Mrs. Palin’s principle contribution to the campaign is exemplified by a speech in rural North Carolina in which she said she was happy to be in “the real America” and praised rural areas as “the pro-America areas of this great nation.” We don’t know what America Mrs. Palin is talking about. Rural America now constitutes only 20 percent of this nation. Such a bald attempt to drive a wedge between rural America and urban and suburban America would have made more sense in the America of 1930. It is doomed to failure today.
Senator McCain’s hasty choice of Mrs. Palin combined with frequent confusion such as his mixing up Sunni and Shiite or the Taliban and al-Qaida have caused observers to suspect that he may be exhibiting the emotional instabilities that are signs of senility. He turns out to be a doddering old political hack whose chief argument for election to the presidency is that he was shot down over Hanoi during the Vietnam War and survived captivity for five years as a prisoner of war.
With its entrenched bunker mentality, the McCain campaign has been a disaster, inconsistent, wavering and angry from the start, being composed of messages containing equal parts of (1): “My friends, elect me; I’m not ‘That One.’ He’s a terrorist. No, make that “He’s a socialist—that’s today’s attack word.” (After this administration’s rescue of greedy investment brokerage firms and the nationalization of some of the country’s largest banks, Mr. McCain can hardly use “socialist” as a pejorative.) (2) “My friends, I’m a Vietnam War vet; I know how to win wars.” (Unfortunately, this nation lost the only war in which he served.) (3) “My friends, I’ll reveal to you my plan for my administration—as soon as my campaign managers tell me what it is.”
John McCain’s surprisingly unfocused, almost irrational campaign has been conducted without a strategy but with an overwhelming concern about day-to-day tactics instead of long-term planning. With its almost daily changes and angry messages of hate, his campaign has watched support erode. Aside from the confusion sowed among listeners uniformly worried about the sad state of the economy, the McCain campaign releases a bewildering array of daily attacks on opponent Barack Obama, characterized by absurd charges dredged up from the past.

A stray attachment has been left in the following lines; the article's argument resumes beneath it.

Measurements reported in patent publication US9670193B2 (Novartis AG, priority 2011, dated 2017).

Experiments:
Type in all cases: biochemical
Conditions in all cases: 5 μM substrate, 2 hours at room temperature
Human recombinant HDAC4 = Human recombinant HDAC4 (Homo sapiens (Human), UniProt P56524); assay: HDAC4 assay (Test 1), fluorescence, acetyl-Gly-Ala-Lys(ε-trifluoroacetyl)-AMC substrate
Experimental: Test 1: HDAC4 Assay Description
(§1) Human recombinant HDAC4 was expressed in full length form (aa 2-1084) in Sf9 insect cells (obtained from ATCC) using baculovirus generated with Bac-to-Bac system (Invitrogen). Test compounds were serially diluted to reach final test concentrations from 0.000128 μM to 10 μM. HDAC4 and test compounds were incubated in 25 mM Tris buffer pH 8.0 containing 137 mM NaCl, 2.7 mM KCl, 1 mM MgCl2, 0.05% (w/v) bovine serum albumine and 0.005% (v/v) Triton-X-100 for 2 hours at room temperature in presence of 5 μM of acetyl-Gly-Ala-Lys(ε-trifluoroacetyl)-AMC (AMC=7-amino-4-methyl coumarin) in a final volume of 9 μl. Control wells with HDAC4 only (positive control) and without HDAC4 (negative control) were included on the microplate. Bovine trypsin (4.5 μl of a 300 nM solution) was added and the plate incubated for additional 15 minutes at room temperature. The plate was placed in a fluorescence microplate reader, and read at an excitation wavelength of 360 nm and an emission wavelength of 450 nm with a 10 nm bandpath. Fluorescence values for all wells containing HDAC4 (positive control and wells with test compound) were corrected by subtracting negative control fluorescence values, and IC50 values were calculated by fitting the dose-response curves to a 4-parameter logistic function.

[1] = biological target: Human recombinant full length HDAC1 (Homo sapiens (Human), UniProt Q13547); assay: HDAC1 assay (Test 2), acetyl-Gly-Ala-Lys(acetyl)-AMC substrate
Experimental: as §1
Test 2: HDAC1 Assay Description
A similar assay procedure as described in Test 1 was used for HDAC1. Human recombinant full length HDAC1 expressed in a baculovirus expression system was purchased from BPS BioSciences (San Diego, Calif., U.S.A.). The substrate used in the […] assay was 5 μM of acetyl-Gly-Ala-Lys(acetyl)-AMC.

An over-the-hill Senator McCain sealed his fate by choosing as the Republican candidate for the vice presidency an ambitious, unscrupulous woman who has outdrawn crowds with her bitter attack appearances. She had been mayor of a “city” no larger than Croton and for less than two years the governor of a state with a population three-quarters the size of Westchester County’s. Imagine a combination of Greg Schmidt and Andy Spano as such a candidate. Wait a minute! What are we saying? That combination would be more qualified than Sarah Palin.
If how effectively each candidate has organized and managed his campaign is any measure of that candidate’s competence to manage the high office of the presidency, then Barack Obama wins the contest hands down. Under the withering blows of fabricated personal attacks, Senator Obama has maintained his cool and adhered to plan, resisting the temptation to respond in kind. The election of Barack Obama to the presidency will prove to the rest of the world that the Bush administration’s assault on the Constitution, its unnecessary war, its rendition of prisoners to countries where prisoner torture and abuse are rampant, and its suppression of civil rights at home were all a temporary aberration. It will also show the world that the Constitution’s free and equal guarantees mean what they say and are not mere words on aging parchment, that its principles enunciated by Abraham Lincoln still pertain today.
Readers should vote in this election as if your lives depended upon it, for in a very real sense, they do. And we urge readers to also re-elect John Hall, whose first term has been an exemplary model of what a dedicated public servant can achieve in the short space of two years.